Neglecting Our Responsibilities
We hear Amos, a prophet from the Lord, rebuke God’s people: “Hear this word, you cows of Bashan, who are on the mountain of Samaria, who oppress the poor, who crush the needy, who say to your husbands, ‘Bring that we may drink!’” (Amos 4:1) God is using Amos to rebuke the gluttonous excess of some in Israel who, in their gluttony and greed, are trampling down the weak. The reality is that gluttony doesn’t only cost us true community, but it leads us to neglect our neighbor.
If measured against sins like idol worship, sexual immorality or murder, gluttony appears to be rather trivial. Contrary to this thinking, throughout the Bible we see that gluttony is directly tied to idolatry, oppression and laziness. Ezekiel 16:49-50 says that one of the reasons God judged Sodom—one of the most extreme biblical examples of God’s judgment on sin—was because the Sodomites had “pride, excess of food, and prosperous ease, but did not aid the poor and needy.”
Gluttony jeopardizes our ability to responsibly steward all that God has entrusted to us. By giving too much of yourself to screen time, you may find that those who need you have less of you than they need. When we overindulge in something like digital media, it’s not just we who suffer from the absence of others, others also suffer as a result of our absence. Consider whether you know the ins and outs of the characters on your favorite show better than you know the people God has placed around you.
Distracted From Our Need for God
Beneath the ways that gluttony threatens true community and responsibility, we find that at the root of gluttony is a distrust that God is sufficient for our desires. Digital-age gluttony is motivated by a desire to get what only God can give by trying to fit the gifts into the space meant for the Giver. We are trying to make these gifts—community, purpose, joy, entertainment—the goal when the Giver is what ultimately will fulfill us.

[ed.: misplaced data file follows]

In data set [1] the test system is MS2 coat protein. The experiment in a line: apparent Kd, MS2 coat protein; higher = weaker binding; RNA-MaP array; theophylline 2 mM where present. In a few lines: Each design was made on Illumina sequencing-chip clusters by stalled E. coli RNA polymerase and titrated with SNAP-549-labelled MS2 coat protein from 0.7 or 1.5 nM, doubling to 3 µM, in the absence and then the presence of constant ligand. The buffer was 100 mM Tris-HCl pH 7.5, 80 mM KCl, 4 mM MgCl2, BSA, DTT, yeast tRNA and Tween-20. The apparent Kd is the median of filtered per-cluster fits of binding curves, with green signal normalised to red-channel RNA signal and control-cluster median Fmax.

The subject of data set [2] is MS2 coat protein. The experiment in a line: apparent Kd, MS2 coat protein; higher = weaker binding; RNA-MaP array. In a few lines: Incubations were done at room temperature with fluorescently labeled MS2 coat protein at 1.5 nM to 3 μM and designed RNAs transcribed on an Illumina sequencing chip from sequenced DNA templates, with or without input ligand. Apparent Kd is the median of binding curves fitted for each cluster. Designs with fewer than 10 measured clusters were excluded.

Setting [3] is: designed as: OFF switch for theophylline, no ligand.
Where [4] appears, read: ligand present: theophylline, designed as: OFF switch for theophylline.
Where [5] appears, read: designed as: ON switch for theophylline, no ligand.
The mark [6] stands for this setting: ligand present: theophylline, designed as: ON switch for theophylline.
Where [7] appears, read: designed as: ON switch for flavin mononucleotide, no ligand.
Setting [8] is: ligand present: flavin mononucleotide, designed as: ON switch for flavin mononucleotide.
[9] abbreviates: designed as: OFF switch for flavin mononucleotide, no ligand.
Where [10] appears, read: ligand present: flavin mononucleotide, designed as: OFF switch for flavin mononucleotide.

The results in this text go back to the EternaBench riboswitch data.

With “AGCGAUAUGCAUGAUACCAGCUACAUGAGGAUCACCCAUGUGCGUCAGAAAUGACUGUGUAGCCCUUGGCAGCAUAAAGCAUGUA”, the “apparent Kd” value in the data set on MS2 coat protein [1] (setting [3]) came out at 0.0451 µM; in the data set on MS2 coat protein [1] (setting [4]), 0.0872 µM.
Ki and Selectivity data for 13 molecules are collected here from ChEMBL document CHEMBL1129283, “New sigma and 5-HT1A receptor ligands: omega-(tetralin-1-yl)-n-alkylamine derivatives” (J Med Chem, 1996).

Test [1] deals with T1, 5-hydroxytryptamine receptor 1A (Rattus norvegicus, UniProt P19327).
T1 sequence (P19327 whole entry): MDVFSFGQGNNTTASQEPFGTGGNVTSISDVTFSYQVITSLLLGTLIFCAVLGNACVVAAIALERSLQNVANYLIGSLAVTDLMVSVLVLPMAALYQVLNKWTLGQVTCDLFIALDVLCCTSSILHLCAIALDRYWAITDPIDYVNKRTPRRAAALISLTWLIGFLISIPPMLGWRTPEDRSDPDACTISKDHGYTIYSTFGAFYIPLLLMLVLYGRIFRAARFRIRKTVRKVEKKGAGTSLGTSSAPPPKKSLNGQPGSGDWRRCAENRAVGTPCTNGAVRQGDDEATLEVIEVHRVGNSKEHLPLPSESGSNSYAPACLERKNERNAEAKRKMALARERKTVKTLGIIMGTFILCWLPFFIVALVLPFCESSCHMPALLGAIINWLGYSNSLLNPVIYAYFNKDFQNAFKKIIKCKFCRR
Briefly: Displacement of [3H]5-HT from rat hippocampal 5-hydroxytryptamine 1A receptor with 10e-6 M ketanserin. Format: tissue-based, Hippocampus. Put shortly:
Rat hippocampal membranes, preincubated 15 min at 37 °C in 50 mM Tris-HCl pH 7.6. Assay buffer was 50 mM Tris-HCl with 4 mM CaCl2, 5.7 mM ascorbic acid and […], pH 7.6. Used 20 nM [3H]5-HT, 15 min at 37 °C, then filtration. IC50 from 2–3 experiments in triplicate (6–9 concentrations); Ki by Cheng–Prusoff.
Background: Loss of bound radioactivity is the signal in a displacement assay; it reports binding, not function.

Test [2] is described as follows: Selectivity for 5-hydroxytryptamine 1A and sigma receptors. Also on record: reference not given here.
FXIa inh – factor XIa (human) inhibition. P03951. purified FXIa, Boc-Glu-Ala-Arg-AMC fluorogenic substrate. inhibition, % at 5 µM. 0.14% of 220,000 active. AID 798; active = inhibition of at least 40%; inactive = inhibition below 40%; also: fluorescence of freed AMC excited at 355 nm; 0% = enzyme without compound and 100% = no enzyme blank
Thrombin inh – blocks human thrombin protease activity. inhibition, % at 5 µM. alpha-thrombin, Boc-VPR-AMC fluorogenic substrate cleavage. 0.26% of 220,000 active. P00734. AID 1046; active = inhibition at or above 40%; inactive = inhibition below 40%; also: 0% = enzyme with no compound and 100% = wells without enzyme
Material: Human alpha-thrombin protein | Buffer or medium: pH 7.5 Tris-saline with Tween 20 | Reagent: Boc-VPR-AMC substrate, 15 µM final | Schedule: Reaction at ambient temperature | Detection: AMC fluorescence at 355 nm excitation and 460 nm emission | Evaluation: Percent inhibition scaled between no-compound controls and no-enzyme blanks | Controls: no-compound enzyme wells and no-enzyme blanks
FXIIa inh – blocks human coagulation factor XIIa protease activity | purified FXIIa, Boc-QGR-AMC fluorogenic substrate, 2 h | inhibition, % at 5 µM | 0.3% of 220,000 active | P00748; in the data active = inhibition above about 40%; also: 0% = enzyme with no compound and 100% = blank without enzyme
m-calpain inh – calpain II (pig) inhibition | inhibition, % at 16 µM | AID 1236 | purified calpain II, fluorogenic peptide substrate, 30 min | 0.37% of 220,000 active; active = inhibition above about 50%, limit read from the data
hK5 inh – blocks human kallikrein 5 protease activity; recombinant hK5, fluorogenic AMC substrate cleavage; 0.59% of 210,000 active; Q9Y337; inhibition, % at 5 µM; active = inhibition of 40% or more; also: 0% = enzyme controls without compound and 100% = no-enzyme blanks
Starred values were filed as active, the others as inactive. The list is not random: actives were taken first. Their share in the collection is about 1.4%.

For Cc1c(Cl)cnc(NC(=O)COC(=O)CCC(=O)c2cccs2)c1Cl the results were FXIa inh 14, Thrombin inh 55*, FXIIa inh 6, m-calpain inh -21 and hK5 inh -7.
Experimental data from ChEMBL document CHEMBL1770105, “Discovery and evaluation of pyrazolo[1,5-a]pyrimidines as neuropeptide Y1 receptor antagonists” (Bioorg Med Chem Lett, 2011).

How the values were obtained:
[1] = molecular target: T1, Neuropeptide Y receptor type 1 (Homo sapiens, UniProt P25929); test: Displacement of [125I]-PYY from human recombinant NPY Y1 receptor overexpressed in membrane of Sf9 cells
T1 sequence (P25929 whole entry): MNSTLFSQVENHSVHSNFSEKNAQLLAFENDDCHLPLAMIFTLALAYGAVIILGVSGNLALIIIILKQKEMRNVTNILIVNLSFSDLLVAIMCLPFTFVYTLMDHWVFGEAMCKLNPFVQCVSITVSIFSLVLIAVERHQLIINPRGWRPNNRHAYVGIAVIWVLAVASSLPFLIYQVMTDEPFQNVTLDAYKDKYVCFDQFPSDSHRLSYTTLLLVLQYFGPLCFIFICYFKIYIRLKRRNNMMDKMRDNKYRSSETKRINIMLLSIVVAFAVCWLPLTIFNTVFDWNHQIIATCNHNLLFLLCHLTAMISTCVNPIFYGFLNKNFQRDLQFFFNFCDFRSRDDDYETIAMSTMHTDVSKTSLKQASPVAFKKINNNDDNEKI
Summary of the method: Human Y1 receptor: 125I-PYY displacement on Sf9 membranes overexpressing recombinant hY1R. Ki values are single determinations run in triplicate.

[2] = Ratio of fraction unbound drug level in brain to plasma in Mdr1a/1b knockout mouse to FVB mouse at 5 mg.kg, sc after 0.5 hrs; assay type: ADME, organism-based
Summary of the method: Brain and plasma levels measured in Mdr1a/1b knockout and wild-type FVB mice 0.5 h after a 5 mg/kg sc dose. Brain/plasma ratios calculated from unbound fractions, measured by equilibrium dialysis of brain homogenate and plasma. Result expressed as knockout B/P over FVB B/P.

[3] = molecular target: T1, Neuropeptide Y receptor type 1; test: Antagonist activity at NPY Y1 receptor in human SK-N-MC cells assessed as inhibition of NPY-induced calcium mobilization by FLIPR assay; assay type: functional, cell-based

It may seem like the answer to this digital-age gluttony is to cut out all digital media, but I don’t think that’s absolutely necessary. The Christian doesn’t have to give up their interest in what’s going to happen in the next episode of Fargo, how they can get the perfect angle and filter combination for that photo they want to post on Instagram, or spending time trying to assemble the best fantasy football team for the 2019 season. The answer to gluttony is not always cutting off all access or interest. There is a way to participate without being consumed. The way to curb digital-age gluttony is to see that everything we hope to get from our screens has been given to us in a richer way in Christ and His Church.
Writing long before this digital age, the psalmist says, “There are many who say, ‘Who will show us some good?’ Lift up the light of your face upon us, O Lord!’ You have put more joy in my heart than they have when their grain and wine abound” (Ps. 4:6-7).
In a world where we are surrounded by glowing screens begging for our attention, we have to consider the cost of abusing these gifts. So I encourage you, the next time you indulge in digital media, exercise some portion control and ask yourself if you have elevated the good gifts of the digital age above their proper place. Have you become a digital-age glutton?